WEEK 5: Peter (The Foundation Rock)

And the Living Stones

SCRIPTURE: Matthew 16:13-29 and 1 Peter 2:1-5


By Carol Duerksen


A skit to act out with your family


CHARACTERS: Detective, Peter

PROPS:  Peter wears a costume that makes him look like a rock. It could be a brown or tan blanket or large shirt.

Peter is trying to figure out how to wear and walk in his costume. The Detective approaches him and watches.  Peter realizes he is being watched.

Peter: Oh! You caught me!

Detective: What do you mean?

Peter: You caught me trying to figure out how to be a rock.

Detective:  Is it hard?

Peter: Well, the rock is hard, of course!

Detective: I mean . . . being a rock.

Peter: What do you think?  And who are you, anyway?

Detective: I am a Detective of Divinity, and I am looking for God!

Peter: Well, join the group.

Detective:  What group?

Peter: The looking for God group!

Detective: Oh yes! Of course! Is there actually a group of Detectives of Divinity?

Peter: Oh, yes! The good news is that there are a lot of detectives looking for God! Take me, for example. I found God through Jesus!  Actually, Jesus found me first. And then, as I spent time with him, I realized that Jesus is the Son of God! And then, Jesus called me the Rock. And here I am, trying to figure out how to be a rock.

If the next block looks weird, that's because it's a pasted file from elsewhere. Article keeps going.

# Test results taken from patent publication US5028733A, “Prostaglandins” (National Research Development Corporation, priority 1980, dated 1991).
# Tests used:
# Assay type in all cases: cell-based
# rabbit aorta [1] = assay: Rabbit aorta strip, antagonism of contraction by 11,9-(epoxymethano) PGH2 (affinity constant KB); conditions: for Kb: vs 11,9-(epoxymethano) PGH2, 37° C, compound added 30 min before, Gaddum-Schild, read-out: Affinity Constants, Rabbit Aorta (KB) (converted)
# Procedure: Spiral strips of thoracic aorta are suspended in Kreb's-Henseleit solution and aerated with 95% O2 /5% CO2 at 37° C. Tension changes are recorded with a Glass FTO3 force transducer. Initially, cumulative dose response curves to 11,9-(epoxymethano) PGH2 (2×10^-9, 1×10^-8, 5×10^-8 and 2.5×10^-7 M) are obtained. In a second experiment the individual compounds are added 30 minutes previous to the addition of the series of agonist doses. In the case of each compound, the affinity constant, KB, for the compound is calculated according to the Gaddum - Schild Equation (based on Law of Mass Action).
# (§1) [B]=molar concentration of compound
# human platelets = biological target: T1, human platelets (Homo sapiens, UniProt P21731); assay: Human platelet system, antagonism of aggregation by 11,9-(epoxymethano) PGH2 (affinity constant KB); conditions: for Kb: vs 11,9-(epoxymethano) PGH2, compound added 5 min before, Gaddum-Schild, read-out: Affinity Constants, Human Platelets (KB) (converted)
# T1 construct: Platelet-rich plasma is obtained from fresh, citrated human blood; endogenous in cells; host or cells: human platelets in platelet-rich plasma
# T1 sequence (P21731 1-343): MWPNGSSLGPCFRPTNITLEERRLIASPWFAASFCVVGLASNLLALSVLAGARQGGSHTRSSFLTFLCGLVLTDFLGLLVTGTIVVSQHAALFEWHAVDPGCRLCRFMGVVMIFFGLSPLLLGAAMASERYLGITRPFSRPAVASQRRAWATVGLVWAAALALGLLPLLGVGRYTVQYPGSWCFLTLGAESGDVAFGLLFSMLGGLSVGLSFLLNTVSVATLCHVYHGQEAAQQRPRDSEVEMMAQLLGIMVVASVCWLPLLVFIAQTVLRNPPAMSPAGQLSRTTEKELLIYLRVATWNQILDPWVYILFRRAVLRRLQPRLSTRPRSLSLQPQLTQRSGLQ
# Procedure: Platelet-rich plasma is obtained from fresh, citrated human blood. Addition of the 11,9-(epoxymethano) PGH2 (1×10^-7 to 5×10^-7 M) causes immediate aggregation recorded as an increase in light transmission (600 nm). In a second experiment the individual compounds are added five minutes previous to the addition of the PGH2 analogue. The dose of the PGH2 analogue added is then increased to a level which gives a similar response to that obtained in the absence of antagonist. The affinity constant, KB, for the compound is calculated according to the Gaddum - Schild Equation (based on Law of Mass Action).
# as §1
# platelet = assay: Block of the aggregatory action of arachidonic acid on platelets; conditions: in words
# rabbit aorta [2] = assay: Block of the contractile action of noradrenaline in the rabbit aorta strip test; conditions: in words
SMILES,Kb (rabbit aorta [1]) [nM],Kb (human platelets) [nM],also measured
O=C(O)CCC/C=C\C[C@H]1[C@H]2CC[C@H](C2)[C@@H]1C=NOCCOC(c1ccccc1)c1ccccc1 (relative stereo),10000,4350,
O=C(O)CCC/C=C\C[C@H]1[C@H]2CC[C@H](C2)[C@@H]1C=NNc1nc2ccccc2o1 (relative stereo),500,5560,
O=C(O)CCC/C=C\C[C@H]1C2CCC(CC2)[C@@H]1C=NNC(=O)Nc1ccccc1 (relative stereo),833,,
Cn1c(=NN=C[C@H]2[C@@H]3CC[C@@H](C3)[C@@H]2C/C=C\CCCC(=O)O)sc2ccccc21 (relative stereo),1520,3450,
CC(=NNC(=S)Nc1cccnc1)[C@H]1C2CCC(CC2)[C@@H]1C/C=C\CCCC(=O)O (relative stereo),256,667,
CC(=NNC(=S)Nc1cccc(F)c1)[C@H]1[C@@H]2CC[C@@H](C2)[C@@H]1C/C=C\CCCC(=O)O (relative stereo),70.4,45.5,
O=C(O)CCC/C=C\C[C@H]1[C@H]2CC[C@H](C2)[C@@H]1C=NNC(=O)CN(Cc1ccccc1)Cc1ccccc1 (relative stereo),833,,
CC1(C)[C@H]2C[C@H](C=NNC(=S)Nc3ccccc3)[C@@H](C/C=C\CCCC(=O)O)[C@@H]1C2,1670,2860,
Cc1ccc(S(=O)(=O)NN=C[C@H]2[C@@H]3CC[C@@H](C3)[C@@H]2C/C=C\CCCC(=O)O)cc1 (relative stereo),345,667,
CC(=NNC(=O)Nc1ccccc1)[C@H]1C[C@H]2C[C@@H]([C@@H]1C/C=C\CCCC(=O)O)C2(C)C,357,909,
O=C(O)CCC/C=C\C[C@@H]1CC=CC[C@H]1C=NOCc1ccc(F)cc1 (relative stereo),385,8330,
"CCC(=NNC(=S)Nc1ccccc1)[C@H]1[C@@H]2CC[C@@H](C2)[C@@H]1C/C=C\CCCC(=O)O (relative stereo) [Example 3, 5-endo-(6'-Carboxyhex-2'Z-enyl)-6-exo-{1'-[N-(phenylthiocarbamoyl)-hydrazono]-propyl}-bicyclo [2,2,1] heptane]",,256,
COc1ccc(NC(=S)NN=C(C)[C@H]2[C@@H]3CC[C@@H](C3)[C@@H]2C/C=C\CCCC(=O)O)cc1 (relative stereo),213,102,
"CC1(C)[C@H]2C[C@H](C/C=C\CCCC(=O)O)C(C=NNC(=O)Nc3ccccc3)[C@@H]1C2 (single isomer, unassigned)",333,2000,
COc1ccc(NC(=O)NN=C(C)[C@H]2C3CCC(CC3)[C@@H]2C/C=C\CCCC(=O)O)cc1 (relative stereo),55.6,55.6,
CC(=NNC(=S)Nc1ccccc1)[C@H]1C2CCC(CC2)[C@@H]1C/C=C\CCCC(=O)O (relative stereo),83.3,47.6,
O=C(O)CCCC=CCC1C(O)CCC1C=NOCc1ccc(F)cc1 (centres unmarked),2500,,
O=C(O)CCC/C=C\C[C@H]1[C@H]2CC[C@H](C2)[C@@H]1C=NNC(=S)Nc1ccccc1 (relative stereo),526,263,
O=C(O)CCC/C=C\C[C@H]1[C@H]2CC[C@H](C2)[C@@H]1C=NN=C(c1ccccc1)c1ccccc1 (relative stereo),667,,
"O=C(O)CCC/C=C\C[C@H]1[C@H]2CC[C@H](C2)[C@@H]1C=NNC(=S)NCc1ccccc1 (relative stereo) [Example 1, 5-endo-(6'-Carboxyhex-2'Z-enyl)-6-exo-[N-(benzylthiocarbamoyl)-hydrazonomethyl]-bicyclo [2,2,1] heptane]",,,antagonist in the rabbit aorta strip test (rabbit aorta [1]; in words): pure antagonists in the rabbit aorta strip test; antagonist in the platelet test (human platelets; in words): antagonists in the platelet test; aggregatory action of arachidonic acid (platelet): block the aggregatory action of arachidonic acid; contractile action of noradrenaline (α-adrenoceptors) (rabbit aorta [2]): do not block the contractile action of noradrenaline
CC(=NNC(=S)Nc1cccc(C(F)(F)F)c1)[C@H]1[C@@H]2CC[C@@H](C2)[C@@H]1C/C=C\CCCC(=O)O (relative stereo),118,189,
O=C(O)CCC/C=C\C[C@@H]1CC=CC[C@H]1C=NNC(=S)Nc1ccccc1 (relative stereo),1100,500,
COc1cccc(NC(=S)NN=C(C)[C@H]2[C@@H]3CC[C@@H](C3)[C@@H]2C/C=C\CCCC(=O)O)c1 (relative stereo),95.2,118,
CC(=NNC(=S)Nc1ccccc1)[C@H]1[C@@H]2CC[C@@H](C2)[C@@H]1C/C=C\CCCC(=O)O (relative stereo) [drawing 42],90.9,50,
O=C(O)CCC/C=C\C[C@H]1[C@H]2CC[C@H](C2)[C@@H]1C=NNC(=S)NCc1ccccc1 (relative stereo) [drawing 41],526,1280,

Detective:   Maybe Jesus meant something other than you literally being a rock.

Peter (thinks about it for a while): You’re right. (Slips the costume off.)

Peter: When Jesus called me a rock, he meant I was a leader in his church. That’s a hard thing to do, and it’s scary for me because I don’t always do the right thing. But I will do my best. And you know what?

Detective:  What?

Peter: Jesus called me a rock, and I will call you a living stone. As a Detective of Divinity, you are part of God’s family, and that makes you a living stone! How does that sound?

Detective:  Sounds great!  As long as we don’t have to wear that rock costume!




So what happened to three strikes and you’re out?

Story #1: Jesus’ disciples are out in a boat on Galilee. A storm comes up. The waves get rough. The boat is pushed farther and farther away from the shore.  Things are not looking good. And then a ghost shows up, walking toward them on the water. Except it isn’t a ghost. . .it’s their friend Jesus! And Jesus says, “No worries, guys, it’s me!  Every little thing’s gonna be all right!”

The ever-impetuous Peter gets so excited! He wants to walk on water too! After making sure he has the okay from Jesus, he steps out and starts walking on the waves. . .until he realizes where he is and what he’s trying. The wind is strong, the waves are high, and Peter just plain chickens out.  “Help!” he screams, and down he goes.

Jesus rescues him, and there’s a little comment about Peter’s lack of faith. Strike 1.

Story #2: It’s another scary time for the disciples, only this involves soldiers and police. The disciples aren’t sure what’s going down. Jesus seems calm, cool and collected. But not Peter. He pulls out his sword and proceeds to slice off the right ear of the high priest’s slave. This isn’t exactly the behavior Jesus’ expects from his followers, and he lets Peter know.  Strike 2.